Abstract: School accountability schemes require measures of school performance, and these measures are in practice often based on pupil test scores. It is well-known that insufficiently correcting these test scores for pupil characteristics may provide incentives for inefficient pupil selection. We show that the trade-off between reward and pupil selection is not only a matter of sufficient information. A school accountability scheme that rewards school performance will create incentives for pupil selection, even under perfect information, unless the educational production function satisfies an (unrealistic) separability assumption. We propose different compromise solutions and discuss the resulting incentives in theory. The empirical relevance of our analysis – i.e., the rejection of the separability assumption and the magnitude of the incentives in the different compromise solutions – is illustrated with Flemish data.
    Keywords: school accountability, cream-skimming, educational production function
    JEL: H52 I22 I24
    Date: 2013–05
  12. By: Xavier Vives (IESE BUSINESS SCHOOL)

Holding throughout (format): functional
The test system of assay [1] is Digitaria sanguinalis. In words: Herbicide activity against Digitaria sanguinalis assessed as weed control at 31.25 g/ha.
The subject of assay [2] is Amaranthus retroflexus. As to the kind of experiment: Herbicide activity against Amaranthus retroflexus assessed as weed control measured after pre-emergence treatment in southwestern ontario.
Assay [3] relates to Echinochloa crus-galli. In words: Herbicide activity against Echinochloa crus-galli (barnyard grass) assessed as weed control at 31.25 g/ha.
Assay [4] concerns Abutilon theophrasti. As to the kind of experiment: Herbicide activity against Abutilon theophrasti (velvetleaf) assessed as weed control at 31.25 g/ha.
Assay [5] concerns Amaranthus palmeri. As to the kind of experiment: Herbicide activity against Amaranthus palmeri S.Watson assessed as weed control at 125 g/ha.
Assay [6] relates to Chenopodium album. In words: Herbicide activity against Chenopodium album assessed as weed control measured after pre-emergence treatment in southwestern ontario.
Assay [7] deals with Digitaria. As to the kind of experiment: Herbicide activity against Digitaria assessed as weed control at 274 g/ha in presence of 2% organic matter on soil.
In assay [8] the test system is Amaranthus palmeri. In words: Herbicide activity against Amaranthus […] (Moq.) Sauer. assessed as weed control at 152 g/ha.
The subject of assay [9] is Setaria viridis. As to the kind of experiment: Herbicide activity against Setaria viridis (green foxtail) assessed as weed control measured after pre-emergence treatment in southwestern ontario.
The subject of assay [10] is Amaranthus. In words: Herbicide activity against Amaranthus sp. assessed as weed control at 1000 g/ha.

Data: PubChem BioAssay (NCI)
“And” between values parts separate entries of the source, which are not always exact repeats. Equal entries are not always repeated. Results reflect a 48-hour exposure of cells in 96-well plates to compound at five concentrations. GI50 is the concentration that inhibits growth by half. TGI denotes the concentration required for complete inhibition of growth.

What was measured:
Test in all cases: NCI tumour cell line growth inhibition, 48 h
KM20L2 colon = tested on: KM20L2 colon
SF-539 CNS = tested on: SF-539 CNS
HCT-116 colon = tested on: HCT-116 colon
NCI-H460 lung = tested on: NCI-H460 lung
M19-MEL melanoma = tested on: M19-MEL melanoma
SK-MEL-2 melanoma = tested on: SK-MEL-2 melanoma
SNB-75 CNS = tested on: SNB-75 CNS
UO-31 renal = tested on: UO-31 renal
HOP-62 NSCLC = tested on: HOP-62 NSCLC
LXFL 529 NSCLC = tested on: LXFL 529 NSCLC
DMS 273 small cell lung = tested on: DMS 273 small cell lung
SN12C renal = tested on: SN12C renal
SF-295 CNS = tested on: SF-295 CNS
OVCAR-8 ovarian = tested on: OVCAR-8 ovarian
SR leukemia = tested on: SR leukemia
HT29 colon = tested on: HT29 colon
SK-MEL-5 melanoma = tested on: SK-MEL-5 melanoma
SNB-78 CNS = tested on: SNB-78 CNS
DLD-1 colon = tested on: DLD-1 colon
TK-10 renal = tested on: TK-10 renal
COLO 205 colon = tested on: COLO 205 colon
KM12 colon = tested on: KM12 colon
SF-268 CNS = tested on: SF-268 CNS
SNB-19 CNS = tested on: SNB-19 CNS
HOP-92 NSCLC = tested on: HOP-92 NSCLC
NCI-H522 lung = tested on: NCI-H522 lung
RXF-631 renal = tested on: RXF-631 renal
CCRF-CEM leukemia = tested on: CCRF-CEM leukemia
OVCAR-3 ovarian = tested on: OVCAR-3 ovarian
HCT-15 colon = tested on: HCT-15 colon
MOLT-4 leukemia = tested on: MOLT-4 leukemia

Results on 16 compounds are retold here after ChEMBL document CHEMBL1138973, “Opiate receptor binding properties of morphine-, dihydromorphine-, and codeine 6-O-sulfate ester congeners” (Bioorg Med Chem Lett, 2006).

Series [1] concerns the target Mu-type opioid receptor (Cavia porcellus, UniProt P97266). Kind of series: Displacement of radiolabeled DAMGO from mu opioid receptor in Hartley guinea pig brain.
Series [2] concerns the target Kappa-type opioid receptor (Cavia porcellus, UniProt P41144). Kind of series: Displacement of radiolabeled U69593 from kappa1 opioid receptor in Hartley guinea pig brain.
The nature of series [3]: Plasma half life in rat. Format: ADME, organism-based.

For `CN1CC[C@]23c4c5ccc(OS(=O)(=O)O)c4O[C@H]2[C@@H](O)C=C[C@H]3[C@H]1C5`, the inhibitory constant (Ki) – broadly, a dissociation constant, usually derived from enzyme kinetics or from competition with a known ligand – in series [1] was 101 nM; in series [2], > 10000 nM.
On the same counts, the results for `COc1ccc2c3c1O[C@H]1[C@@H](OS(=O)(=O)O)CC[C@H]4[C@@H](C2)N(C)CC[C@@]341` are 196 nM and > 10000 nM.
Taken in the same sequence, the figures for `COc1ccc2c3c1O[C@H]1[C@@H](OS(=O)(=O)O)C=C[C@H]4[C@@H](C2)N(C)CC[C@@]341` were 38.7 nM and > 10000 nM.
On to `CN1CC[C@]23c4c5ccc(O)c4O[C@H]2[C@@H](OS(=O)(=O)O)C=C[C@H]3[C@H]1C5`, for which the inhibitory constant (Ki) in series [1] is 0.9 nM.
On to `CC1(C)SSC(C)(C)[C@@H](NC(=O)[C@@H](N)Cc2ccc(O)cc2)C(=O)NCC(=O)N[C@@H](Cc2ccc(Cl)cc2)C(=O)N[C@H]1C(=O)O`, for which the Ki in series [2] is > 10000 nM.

Abstract: The paper analyzes a very stylized model of crises and demonstrates how the degree of strategic complementarity in the actions of investors is an important determinant of fragility. It is shown how the balance sheet composition of a financial intermediary, parameters of the information structure (precisions of public and private information), and the level of stress indicators in the market impinge on strategic complementarity and fragility. The model distinguishes between solvency and liquidity risk and characterizes them. Both a solvency (leverage) and a liquidity ratio are required to control the probabilities of insolvency and illiquidity. It is found that in a more competitive environment (with higher return on short-term debt) the solvency requirement has to be strengthened, and in an environment where the fire sales penalty is higher and fund managers are more conservative the liquidity requirement has to be strengthened while the solvency one relaxed. Higher disclosure or introducing a derivatives market may backfire, aggravating fragility (in particular when the asset side of a financial intermediary is opaque). The model is applied to interpret the 2007 run on SIV and ABCP conduits.